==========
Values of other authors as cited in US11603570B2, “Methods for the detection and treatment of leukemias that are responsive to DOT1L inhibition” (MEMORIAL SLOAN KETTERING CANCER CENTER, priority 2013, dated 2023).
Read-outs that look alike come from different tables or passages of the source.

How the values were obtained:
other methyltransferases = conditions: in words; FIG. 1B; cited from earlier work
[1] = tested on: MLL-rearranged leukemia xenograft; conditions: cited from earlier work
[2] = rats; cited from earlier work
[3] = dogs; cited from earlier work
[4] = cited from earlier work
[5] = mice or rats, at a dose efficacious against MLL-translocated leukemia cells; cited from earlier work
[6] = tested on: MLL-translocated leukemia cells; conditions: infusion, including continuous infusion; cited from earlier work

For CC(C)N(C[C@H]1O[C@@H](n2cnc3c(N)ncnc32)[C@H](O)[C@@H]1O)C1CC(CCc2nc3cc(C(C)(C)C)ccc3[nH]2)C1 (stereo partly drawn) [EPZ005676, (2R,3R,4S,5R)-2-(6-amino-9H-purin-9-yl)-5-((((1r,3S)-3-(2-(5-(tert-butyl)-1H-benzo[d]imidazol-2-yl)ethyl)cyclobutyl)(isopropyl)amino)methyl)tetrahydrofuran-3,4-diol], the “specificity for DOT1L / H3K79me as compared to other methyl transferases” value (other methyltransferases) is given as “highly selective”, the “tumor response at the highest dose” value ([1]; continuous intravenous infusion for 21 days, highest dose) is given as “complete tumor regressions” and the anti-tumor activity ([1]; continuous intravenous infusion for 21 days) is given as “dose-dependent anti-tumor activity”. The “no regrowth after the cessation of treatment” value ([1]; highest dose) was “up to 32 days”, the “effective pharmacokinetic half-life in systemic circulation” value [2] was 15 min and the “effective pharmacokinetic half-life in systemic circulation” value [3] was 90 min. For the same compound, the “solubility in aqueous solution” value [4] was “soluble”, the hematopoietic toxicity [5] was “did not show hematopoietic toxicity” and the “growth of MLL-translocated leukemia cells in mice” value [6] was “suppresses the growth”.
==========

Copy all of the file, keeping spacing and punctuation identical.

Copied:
Values of other authors as cited in US11603570B2, “Methods for the detection and treatment of leukemias that are responsive to DOT1L inhibition” (MEMORIAL SLOAN KETTERING CANCER CENTER, priority 2013, dated 2023).
Read-outs that look alike come from different tables or passages of the source.

How the values were obtained:
other methyltransferases = conditions: in words; FIG. 1B; cited from earlier work
[1] = tested on: MLL-rearranged leukemia xenograft; conditions: cited from earlier work
[2] = rats; cited from earlier work
[3] = dogs; cited from earlier work
[4] = cited from earlier work
[5] = mice or rats, at a dose efficacious against MLL-translocated leukemia cells; cited from earlier work
[6] = tested on: MLL-translocated leukemia cells; conditions: infusion, including continuous infusion; cited from earlier work

For CC(C)N(C[C@H]1O[C@@H](n2cnc3c(N)ncnc32)[C@H](O)[C@@H]1O)C1CC(CCc2nc3cc(C(C)(C)C)ccc3[nH]2)C1 (stereo partly drawn) [EPZ005676, (2R,3R,4S,5R)-2-(6-amino-9H-purin-9-yl)-5-((((1r,3S)-3-(2-(5-(tert-butyl)-1H-benzo[d]imidazol-2-yl)ethyl)cyclobutyl)(isopropyl)amino)methyl)tetrahydrofuran-3,4-diol], the “specificity for DOT1L / H3K79me as compared to other methyl transferases” value (other methyltransferases) is given as “highly selective”, the “tumor response at the highest dose” value ([1]; continuous intravenous infusion for 21 days, highest dose) is given as “complete tumor regressions” and the anti-tumor activity ([1]; continuous intravenous infusion for 21 days) is given as “dose-dependent anti-tumor activity”. The “no regrowth after the cessation of treatment” value ([1]; highest dose) was “up to 32 days”, the “effective pharmacokinetic half-life in systemic circulation” value [2] was 15 min and the “effective pharmacokinetic half-life in systemic circulation” value [3] was 90 min. For the same compound, the “solubility in aqueous solution” value [4] was “soluble”, the hematopoietic toxicity [5] was “did not show hematopoietic toxicity” and the “growth of MLL-translocated leukemia cells in mice” value [6] was “suppresses the growth”.